In the years following the Civil War, the land west of the Mississippi River was being settled and the Pacific Northwest explored. There remained, however, a large portion of Montana, Idaho, and Washington that contained enormous quantities of timber and minerals, but was not accessible by rail. By far the most grueling stretch was the Stevens Pass area in the Cascade Mountains.
"May God continue the unity of our Country as this Railroad unites the two great Oceans of the world."
- Inscription on the ceremonial Golden Spike
The symbolic Golden Spike, staked in Promontory, Utah in 1869, marked the completion of the first transcontinental railroad, joining the Union Pacific Railroad from the East and the Central Pacific Railroad from the west.
One of the earliest and most impressive of America's great railroad engineering feats, the Horseshoe Curve was built as a means of overcoming a straight-line grade over the geological feature known as the Allegheny Escarpment or Allegheny front, which separates the ridge-and-valley section of Pennsylvania (on the east) from the Allegheny Front (on the west). Such a straight-line route would have made commercial railroad operations unfeasible from both and economic and technical standpoint.
When first proposed in 1819, the Hoosac Tunnel seemed so logical. It would provide an efficient and direct route for the Boston and Albany Railroad, whose pathway meandered 20 miles along precipitous grades. Early proponents, however, could not have imagined that blasting a 4.75 mile tunnel through the Hoosac Mountain would require over 20 years of labor. The project took so long to complete that it was commonly referred to as "The Great Bore."
The Granite Railway Company of Quincy was the first commercial railway in the United States. Incorporated in 1826 and designed by Gridley Bryant, the railway relied on horses, rather than steam locomotives, to draw the cars along the tracks. Its primary purpose was to transport granite from Quincy to build the Bunker Hill Monument.
The Dublin to Belfast Rail Link established a vital connection between the capitals of Northern Ireland and the Republic of Ireland. The line's most notable engineering feature was the 1,760-foot-long Boyne Bridge; it represented one of the earliest uses of calculated stresses, the first large-scale use of wrought iron latticed girders, and the first full scale test of continuous beams. Tests performed on the wrought iron columns and struts were published and provided invaluable information for engineers who would design similar structures in the future.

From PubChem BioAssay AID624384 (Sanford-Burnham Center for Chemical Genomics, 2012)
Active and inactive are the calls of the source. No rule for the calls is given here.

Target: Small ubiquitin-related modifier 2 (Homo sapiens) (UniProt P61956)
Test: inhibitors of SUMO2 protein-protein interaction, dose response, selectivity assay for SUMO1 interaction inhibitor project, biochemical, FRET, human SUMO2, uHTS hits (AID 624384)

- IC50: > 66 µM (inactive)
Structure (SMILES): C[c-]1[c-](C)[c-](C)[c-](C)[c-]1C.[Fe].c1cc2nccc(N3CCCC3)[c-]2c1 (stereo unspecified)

State: Tokyo-toZip: 100-0005Country: JapanWebsite: https://www.asme.org/about-asme/who-we-are/engineering-history/landmarks/211-tokaido-shinkansenCreator: Shima, Hideo
In 1964, Shinkansen (which means "new trunk line" and is also known as the bullet train) between Tokyo and Shin-Osaka became the world's first high-speed railway system, running at a maximum business speed of over 200 km/h (130-160 mph).
New OrleansState: LACountry: USAWebsite: http://www.asme.org/about-asme/history/landmarks/topics-m-z/rail-transportation---2/-101-st--charles-avenue-streetcar-line-%281835%29, https://www.asme.org/getmedia/40ef6e7c-697d-4f77-8daa-059a37f698b3/101-St-Charles-Avenue-Streetcar-Line-1835.aspxCreator: Perley A. Thomas Car Company
The St. Charles Avenue Streetcar Line is the oldest surviving interurban-urban passenger rail transportation system in the United States. Originally incorporated as the New Orleans Carrollton Rail Road in 1833, service began in 1835. A variety of motive power had been used including horses, mules, overhead cable, steam engines, and ammonia engines before electrification in 1893. The 900-series cars presently in service were designed and built by the Perley A. Thomas Car Company of High Point, North Carolina, in 1923 to 1924.
In the late 1920s, the automobile cut railroad passenger service by more than half. The debut of the Pioneer Zephyr heralded a comeback in 1934, touring the country and being seen by some two million people in 222 cities.
605AlpnachCountry: SwitzerlandWebsite: https://www.asme.org/about-asme/who-we-are/engineering-history/landmarks/220-pilatusbahn, https://www.asme.org/getmedia/8c4b369d-83fd-4b9e-9248-b6d78b28628c/220-Pilatusbahn-1882.aspxCreator: Locher, Eduard , Locher Systems
The Pilatusbahn—the steepest rack railway in the world—has operated successfully since its opening in 1889 over a route of 4.62 kilometers (2.87 miles) between Alpnachstad on Lake Lucerne and Pilatus Kulm, rising 6,791 feet (2,070 meters) above sea level. This results in a gradient of 48%, or a rise of nearly one meter in two meters of run on the steepest sections of the line, which amounts to about a quarter of its length.